It's 'seizures' not 'fits' says epilepsy expert as doctors told to write more patient-friendly letters
Doctors have been told to use plain simple English rather than medical jargon when writing to their patients.
The Academy of Medical Royal Colleges launched a 'Please write to me' initiative that is designed to improve communications between doctors and patients and make hospital letters easier to understand.
The word 'seizure' to describe a person's epileptic seizures is among the terminology which the Academy is asking doctors to avoid . The Academy has said this should be replaced with the word 'fit'.
While welcoming the initiative, Epilepsy Society's medical director Professor Ley Sander has said that the new guidelines on medical terminology fly in the face of preferences expressed by people with epilepsy.
Stigma around 'fit'
"Writing to people in plain English is fundamental to good communication and effective health treatment," he said. "This helps to empower people and enable them to take an active role in the management of their health condition and we fully welcome the Academy initiative.
"However, the term 'seizure' rather than 'fit' does not class as medical jargon in describing epileptic seizures. Some years ago people with epilepsy were asked in a survey what their preferred terminology was for describing their epilepsy. People were adamant that 'seizure' was more preferable to the word 'fit' which carried much stigma with it and in some contexts was used as a derogatory term.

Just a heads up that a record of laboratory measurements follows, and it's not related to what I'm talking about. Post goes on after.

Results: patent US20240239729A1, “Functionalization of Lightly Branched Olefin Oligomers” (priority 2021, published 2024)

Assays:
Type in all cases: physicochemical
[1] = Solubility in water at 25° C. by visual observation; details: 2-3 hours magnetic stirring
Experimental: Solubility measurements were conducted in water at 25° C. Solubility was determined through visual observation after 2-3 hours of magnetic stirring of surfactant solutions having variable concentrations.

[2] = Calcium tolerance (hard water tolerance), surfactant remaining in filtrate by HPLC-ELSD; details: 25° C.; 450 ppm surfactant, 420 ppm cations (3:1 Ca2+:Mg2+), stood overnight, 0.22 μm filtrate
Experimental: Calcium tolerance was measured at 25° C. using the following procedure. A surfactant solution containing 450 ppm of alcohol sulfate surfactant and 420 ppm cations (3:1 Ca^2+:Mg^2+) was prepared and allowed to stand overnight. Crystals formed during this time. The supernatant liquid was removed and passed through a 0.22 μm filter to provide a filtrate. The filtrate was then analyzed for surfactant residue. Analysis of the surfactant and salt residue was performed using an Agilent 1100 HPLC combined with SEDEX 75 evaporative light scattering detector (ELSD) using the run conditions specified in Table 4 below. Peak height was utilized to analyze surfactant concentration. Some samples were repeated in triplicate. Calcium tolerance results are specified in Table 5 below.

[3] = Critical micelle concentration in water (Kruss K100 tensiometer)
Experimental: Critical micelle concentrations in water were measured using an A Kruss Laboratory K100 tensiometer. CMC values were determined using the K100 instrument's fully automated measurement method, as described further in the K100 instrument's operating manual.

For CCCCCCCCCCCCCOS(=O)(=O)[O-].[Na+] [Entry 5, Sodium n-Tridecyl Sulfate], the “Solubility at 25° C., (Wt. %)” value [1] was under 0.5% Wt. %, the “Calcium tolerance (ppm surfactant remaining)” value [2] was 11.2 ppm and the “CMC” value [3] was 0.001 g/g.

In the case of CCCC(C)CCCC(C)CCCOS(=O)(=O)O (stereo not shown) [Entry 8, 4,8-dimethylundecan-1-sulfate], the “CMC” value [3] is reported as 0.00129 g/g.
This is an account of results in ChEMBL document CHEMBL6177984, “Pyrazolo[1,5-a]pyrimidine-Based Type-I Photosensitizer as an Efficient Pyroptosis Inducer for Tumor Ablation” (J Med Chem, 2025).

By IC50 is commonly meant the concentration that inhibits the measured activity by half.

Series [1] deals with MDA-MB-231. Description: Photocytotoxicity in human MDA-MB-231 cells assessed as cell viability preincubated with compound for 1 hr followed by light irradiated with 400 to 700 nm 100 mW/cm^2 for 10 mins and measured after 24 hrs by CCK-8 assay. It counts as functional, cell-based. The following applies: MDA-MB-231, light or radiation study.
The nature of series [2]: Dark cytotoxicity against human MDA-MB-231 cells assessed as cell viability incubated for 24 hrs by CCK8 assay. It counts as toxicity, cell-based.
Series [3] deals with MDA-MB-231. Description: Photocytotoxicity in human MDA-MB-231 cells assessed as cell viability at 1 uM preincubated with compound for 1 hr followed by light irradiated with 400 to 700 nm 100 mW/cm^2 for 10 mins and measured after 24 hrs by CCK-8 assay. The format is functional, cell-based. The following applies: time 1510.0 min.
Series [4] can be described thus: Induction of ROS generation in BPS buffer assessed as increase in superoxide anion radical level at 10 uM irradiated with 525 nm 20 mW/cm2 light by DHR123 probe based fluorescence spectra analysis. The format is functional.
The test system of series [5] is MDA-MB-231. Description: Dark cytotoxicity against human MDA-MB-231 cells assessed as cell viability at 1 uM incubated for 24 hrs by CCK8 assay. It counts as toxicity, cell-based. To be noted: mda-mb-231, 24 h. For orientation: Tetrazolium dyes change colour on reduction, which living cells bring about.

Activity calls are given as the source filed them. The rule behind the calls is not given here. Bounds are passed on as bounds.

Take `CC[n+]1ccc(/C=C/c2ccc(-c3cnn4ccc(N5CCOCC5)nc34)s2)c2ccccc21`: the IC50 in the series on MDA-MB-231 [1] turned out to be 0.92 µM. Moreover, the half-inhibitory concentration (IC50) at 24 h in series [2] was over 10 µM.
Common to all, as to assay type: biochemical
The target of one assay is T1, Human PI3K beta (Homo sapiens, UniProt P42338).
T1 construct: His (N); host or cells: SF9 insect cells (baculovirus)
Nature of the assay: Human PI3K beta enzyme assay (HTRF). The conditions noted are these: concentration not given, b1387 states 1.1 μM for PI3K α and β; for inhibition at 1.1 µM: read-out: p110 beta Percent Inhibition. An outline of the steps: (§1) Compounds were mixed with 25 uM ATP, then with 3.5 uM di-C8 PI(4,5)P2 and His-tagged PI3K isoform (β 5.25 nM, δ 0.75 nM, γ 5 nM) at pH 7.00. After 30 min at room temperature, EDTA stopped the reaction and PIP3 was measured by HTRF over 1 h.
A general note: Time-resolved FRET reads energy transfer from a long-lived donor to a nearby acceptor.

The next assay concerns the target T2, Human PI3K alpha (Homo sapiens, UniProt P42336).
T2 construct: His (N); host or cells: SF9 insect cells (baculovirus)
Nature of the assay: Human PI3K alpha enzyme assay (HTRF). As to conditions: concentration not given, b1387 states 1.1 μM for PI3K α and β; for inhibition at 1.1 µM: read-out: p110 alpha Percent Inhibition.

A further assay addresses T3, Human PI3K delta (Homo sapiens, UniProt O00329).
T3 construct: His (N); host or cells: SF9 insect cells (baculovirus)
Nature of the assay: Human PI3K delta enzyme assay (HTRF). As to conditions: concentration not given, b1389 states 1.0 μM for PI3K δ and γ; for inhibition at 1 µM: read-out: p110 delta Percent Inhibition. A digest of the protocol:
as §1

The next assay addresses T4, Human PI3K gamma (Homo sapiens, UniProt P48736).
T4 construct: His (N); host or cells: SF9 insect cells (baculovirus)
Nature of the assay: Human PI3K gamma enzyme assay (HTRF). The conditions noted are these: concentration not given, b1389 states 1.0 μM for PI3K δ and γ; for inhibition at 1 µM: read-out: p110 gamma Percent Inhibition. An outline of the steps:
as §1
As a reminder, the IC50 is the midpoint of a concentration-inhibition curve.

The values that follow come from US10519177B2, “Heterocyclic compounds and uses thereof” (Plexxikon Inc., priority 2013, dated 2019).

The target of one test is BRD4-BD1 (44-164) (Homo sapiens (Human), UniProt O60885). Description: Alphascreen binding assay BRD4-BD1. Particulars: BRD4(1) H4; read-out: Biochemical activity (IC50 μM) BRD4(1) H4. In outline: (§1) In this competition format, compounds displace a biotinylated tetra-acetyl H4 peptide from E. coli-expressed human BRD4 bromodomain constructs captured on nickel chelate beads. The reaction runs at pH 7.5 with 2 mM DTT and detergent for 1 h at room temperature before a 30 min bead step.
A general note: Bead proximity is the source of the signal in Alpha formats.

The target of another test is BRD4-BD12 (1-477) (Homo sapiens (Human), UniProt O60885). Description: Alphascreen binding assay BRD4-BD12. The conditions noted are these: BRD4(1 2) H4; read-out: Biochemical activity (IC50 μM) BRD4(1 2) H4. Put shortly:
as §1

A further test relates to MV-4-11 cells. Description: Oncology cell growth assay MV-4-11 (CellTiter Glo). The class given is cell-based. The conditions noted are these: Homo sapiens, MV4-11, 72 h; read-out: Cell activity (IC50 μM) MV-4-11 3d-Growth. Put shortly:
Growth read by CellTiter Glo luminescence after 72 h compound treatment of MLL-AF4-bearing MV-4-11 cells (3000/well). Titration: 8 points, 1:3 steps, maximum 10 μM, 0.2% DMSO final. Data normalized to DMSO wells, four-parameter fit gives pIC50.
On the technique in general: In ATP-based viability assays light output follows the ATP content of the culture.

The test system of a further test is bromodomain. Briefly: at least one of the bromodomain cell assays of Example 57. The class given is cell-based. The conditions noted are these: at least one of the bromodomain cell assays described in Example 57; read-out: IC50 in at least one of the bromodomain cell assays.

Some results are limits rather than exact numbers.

Refer to seizures as seizures
"We still hear some people in clinic talking about their 'fits', and that is certainly their prerogative. We would not question this. But as medics at a centre of excellence for epilepsy and as a national charity, which supports more than half a million people with epilepsy, we will still continue to respect the wishes of people with epilepsy and refer to seizures as seizures."
Let us know what you think. Email firstname.lastname@example.org putting 'seizures or fits' as the subject.
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Read more about epilepsy terminology.
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